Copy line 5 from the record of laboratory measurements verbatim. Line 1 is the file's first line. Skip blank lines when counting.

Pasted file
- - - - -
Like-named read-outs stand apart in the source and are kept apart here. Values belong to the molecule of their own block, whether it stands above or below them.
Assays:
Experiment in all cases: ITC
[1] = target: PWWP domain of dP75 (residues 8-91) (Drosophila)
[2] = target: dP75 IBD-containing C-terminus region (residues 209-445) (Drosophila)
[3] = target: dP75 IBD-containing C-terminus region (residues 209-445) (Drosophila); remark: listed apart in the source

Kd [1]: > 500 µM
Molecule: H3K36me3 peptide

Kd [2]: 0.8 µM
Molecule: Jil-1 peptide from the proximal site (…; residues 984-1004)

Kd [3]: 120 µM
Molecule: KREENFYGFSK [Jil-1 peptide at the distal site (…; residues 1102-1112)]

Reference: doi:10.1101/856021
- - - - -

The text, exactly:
[2] = target: dP75 IBD-containing C-terminus region (residues 209-445) (Drosophila)